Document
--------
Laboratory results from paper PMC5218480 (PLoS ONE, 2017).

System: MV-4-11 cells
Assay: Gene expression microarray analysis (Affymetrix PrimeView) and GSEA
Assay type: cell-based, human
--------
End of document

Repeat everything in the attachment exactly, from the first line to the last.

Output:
Laboratory results from paper PMC5218480 (PLoS ONE, 2017).

System: MV-4-11 cells
Assay: Gene expression microarray analysis (Affymetrix PrimeView) and GSEA
Assay type: cell-based, human